French onion soup
Soupe à l
Alternative namesOnion soup
CourseStarter (entrée)
Place of originFrance
Region or stateAll
Created byMultiple claims
Serving temperatureHot
Main ingredientsOnions, beef or chicken stock, croutons, grated cheese

French onion soup (French: soupe à l’oignon [sup a lɔɲɔ̃]) is a soup usually based on meat stock and onions, and often served gratinéed with croutons or a larger piece of bread covered with cheese floating on top. Ancient in origin, the dish underwent a resurgence of popularity in the 1960s in the United States due to a greater interest in French cuisine. French onion soup may be served as a meal in itself or as an entrée.[1]


Onion soups have been popular at least as far back as Roman times. Throughout history, they were seen as food for poor people, as onions were plentiful and easy to grow. The modern version of this soup originates in Paris in the 18th century,[1][2] made from beef broth, and caramelized onions.

It was introduced to the United States by the New York restaurant of Henri Mouquin in 1861, where his wife Marie Julie Grandjean Mouquin was the chef.[3] It is often finished by being placed under a salamander in a ramekin with croutons and Comté melted on top. The crouton on top is reminiscent of ancient soups (see history of soup).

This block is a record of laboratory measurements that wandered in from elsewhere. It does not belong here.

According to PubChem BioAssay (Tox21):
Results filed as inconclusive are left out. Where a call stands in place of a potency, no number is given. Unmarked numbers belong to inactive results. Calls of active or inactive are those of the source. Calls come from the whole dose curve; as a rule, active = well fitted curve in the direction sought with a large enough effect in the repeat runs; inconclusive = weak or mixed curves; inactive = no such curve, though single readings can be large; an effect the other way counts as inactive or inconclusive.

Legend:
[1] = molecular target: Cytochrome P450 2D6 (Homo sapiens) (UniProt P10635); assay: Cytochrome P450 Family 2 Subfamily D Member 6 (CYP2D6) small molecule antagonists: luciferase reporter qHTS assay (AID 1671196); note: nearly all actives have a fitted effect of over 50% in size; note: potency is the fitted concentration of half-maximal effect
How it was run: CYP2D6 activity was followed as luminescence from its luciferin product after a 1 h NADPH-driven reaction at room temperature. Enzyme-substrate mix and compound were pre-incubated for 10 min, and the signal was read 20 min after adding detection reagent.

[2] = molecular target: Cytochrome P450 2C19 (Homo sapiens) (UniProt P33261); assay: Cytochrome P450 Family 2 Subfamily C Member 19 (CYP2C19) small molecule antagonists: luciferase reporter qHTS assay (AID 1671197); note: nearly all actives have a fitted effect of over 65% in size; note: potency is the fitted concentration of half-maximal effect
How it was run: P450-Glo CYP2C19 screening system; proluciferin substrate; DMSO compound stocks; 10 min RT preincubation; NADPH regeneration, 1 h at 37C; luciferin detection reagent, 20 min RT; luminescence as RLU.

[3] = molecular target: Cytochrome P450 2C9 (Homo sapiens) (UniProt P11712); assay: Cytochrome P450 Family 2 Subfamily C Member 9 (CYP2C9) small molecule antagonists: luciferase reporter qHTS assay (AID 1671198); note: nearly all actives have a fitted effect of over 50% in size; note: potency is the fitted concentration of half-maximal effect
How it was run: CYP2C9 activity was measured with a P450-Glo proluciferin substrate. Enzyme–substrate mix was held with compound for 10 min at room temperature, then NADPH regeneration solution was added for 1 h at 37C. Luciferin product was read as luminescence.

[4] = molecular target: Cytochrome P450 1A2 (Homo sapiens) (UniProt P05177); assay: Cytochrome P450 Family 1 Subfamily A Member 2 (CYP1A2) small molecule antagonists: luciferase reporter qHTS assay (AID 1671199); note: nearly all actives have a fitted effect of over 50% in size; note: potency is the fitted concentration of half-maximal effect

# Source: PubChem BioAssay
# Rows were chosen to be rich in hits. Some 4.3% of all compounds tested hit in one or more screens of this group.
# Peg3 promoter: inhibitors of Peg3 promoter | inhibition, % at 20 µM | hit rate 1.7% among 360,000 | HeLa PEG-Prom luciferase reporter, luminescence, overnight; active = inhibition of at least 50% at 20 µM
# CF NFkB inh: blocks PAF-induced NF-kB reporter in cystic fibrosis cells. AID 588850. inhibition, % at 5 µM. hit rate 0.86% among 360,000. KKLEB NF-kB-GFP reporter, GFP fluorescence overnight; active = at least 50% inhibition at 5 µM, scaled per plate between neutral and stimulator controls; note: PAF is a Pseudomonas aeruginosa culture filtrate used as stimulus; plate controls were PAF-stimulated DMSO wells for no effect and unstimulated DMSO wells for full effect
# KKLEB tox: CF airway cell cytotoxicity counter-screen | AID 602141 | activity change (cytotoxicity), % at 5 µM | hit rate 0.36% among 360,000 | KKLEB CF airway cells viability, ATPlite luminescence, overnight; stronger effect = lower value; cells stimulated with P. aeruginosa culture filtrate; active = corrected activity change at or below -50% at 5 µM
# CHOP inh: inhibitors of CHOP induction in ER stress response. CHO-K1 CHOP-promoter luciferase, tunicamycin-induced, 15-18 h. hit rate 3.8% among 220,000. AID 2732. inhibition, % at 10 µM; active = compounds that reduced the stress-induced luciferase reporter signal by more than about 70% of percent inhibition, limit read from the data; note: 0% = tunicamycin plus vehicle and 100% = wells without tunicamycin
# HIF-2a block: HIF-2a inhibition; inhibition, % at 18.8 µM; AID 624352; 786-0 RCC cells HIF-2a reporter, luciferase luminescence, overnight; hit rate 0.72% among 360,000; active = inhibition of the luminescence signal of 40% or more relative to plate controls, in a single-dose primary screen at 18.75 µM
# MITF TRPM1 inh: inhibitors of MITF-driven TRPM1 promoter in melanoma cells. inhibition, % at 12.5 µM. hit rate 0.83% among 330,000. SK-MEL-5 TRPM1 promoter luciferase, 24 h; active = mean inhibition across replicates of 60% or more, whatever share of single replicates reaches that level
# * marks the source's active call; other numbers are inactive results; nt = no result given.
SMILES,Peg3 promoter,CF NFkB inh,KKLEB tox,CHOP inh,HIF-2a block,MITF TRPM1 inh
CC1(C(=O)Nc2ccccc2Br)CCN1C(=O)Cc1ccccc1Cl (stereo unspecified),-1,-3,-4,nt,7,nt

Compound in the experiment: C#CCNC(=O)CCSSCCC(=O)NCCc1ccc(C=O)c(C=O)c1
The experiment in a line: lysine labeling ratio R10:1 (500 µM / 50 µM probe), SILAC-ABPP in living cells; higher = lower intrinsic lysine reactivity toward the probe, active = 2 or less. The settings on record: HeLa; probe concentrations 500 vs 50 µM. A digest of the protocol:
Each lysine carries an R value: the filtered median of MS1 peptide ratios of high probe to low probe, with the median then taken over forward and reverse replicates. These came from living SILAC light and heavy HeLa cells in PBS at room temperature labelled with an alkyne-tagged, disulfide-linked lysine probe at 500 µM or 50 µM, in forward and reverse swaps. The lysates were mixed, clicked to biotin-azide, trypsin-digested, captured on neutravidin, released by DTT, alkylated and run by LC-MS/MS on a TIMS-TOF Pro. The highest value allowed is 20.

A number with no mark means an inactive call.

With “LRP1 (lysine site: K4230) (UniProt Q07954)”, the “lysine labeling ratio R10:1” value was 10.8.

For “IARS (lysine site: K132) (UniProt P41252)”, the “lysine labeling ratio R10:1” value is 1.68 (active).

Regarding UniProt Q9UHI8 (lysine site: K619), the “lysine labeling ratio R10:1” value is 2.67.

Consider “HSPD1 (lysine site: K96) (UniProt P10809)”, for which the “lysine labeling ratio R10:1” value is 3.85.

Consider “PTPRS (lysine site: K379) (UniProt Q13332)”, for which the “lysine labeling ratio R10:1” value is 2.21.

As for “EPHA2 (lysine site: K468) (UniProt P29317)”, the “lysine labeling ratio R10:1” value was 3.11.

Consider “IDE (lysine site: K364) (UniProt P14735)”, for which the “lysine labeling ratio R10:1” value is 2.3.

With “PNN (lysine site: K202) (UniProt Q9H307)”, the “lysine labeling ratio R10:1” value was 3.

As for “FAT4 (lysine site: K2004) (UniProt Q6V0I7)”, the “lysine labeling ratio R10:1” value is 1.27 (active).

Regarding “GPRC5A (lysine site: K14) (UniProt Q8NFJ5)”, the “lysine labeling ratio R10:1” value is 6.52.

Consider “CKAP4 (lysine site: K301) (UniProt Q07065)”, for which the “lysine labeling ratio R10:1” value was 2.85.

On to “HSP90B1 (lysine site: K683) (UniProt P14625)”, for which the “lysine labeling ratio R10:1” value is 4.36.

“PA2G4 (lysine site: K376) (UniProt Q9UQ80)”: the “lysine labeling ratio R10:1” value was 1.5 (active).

Home-made French onion soup
Home-made French onion soup

Recipes for onion soup vary greatly:

Though the liquid is usually meat stock, it may be simply water. Milk may be added. It may be thickened with eggs or flour. It may be gratinéed or not.[4][5]

Generally, recipes specify that the onions should be cooked slowly, becoming caramelized. Brandy, sherry, or white wine is added at the end to deglaze. The soup base is often topped with slices of (toasted) bread (a "croute" or "crouton").

For the gratinéed version, the croute is topped with cheese and broiled or baked. The soup is then immediately served in the bowl or ramekin in which it was broiled (grilled), baked, or—in family-style—immediately transferred to individual serving bowls via a ladle.

In commerce

Commercial dehydrated onion soup is widely available, and is the key ingredient in French onion dip.

Alternative names

Some alternative names for the soup include:[2][6]

See also


  1. ^ a b Olver, Lynne. "French onion soup". The Food Timeline.
  2. ^ a b Frétillet, Jean-Paul (23 January 2015). "Dégustation : la soupe à l'oignon, bonne à en pleurer!". Le Parisien (in French). Retrieved 14 December 2016.
  3. ^ Carter, Marion (December 27, 1933). "Odor of Onion Soup Lingers as Monument to Mouquin". New York Evening Journal.
  4. ^ Robert Courtine, Derek Coltman, trans. (1973) The Hundred Glories of French Cooking. Farrar, Straus and Giroux. p. 18. ISBN 0374173575
  5. ^ Marie Ébrard (1927) La bonne cuisine de Madame E. Saint-Ange, Editions Chaix. p. 186.
  6. ^ Newman, Bryan G. (10 October 2014). "Soupe à l'Oignon - French Onion Soup. Ordering the Most Famous of all French Soups and the Difference Between Parisian and Lyonnais Onion Soups". Behind the French Menu. Retrieved 14 December 2016.